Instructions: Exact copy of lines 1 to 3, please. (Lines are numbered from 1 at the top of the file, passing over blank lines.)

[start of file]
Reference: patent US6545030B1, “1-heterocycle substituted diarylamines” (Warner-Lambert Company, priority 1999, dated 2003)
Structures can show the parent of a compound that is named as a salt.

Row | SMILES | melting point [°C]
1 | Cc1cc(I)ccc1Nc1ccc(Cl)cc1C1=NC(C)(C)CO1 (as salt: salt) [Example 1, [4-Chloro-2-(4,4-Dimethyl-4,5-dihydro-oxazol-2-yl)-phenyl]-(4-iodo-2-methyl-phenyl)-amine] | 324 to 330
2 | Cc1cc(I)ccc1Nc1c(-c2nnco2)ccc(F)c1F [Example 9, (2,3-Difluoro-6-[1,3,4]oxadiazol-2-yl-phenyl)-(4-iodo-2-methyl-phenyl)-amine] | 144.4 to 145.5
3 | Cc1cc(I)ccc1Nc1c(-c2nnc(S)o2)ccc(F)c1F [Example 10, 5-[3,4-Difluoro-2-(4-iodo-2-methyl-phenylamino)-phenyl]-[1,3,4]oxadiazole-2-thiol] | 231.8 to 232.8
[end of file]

Reference: patent US6545030B1, “1-heterocycle substituted diarylamines” (Warner-Lambert Company, priority 1999, dated 2003)
Structures can show the parent of a compound that is named as a salt.

Row | SMILES | melting point [°C]